Although your mother probably doesn't recommend hitchhiking, for JD Platt it turned out to be a life changer—in the best possible way. A lifelong and professional snowboarder, in 1996, Platt was hitchhiking back from Mt. Bachelor and a woman picked him up. As an icebreaker, he asked an innocent question—what do you do for a living?—and the answer he received changed his life. Turns out she was a half-time entertainer for the National Football League; specifically, with trained dogs.
The answer was particularly kismet for Platt. Since the age nine, he had a loyal dog, Missy, a German Shepherd, Black Lab mix, who he had taught to pull him around on his skateboard, "My main form of transportation," he recalls. And a week before being picked up hitchhiking, he had been at a dog park in Bend. He told the woman that he had been tossing the Frisbee for his dog, and she had caught seven out of 10. "I tossed pine cones, tennis balls, Frisbees." He convinced the woman to stop by his house, and meet his dog.
John Cusack couldn't have scripted better serendipity. Platt spent the next year traveling with the woman, who mentored him. And he rose quickly in the world rankings as a dog trainer and performance artist, reaching seventh.
"I got the bug," he explained.
By 2000, Platt decided to retire from snowboarding. He said that he took his final run, and then, at the bottom of the mountain, decided to dedicate his career to dog training and performing.
Yet, it still took another four years before he could go fulltime. He picked up odd jobs to make ends meet, and in 2004, was hired by Dollywood, a popular amusement park in Tennessee named after the Country-Western singer Dolly Parton.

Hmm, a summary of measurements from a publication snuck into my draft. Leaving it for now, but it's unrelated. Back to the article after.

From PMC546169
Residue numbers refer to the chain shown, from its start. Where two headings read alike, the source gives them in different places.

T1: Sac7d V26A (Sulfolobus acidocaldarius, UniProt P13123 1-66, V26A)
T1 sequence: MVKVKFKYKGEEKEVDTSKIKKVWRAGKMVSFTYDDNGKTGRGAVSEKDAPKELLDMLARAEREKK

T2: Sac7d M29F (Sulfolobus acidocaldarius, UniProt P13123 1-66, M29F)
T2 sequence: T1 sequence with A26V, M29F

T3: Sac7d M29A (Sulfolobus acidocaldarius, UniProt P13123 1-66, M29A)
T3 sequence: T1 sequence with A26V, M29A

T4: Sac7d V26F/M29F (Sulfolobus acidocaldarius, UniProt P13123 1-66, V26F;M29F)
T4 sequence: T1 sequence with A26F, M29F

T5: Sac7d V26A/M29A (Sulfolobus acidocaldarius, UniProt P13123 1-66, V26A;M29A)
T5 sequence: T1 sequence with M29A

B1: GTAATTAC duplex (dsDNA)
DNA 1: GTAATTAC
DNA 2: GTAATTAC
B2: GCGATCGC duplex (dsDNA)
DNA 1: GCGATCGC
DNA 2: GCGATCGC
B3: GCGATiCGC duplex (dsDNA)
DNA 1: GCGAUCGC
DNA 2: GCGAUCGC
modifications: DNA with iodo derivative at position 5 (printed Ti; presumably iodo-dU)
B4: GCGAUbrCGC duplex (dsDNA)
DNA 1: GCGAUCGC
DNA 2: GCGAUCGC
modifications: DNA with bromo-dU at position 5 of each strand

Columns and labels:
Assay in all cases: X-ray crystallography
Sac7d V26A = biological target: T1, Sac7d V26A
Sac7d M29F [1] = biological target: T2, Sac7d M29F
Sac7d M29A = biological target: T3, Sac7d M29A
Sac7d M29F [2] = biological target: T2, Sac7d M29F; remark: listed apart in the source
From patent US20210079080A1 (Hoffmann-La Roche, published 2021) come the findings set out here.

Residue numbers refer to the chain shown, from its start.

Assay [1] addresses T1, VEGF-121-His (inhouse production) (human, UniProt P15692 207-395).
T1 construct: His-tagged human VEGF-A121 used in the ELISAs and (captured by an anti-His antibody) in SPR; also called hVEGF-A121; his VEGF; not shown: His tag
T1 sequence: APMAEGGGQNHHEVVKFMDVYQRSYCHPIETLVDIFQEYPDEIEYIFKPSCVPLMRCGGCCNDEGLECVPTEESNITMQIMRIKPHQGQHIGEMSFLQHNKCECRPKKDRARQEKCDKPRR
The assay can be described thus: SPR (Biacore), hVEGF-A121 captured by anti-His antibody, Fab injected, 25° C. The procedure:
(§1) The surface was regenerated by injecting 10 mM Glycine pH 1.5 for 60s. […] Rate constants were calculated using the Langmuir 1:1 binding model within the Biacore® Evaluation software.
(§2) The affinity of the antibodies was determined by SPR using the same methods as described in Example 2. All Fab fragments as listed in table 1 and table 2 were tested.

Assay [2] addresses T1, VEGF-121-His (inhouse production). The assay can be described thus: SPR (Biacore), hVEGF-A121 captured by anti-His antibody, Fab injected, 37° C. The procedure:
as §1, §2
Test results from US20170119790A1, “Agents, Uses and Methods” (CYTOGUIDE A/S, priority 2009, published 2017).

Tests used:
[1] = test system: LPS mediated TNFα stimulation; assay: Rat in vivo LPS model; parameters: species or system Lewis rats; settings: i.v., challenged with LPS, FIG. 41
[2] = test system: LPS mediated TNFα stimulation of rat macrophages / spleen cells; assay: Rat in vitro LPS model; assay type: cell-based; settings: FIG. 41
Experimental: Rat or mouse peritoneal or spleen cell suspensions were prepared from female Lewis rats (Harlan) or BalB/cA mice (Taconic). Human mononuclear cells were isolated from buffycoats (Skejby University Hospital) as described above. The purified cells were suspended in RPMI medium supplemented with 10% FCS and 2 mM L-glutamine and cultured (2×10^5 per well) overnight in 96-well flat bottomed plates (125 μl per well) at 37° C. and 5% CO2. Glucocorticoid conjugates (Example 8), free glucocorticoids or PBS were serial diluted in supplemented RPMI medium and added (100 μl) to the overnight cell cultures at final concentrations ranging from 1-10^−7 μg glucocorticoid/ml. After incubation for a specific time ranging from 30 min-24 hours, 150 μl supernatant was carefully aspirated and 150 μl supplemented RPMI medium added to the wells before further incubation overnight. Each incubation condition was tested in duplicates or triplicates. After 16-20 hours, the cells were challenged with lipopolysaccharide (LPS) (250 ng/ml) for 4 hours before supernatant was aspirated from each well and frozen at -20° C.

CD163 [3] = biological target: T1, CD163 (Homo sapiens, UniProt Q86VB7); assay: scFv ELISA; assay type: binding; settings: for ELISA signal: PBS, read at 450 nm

Since then, Platt has maintained a brisk road schedule, packed from spring through October. In part, that road travel has earned sponsors like Les Schwab.
It is an elite squad. Only 10 people in the U.S. reportedly make their full-time living as dog presenters and entertainers like Platt. Platt works with 12 different dogs; mostly, he says, herding breeds, terriers and retrievers. But he also has a Whippet and Boston Terrier, which are challenging as a trainer.
Although he hasn't entertained at an NFL halftime yet, he has been just about everywhere else—arena football, college basketball, MLS games, college soccer and county fairs. "A little bit of everything," he admits. Even computer companies have called him to perform at company picnics. "I love every single one I do," he says, but also confesses: "I'd much rather entertain 100,000 than 10 people."
Platt will perform with K9 Kings Entertainment on Wed., July 30 – Sat., August 2 at the Deschutes County Fair, and on Friday, Aug. 8 at the Elks baseball game.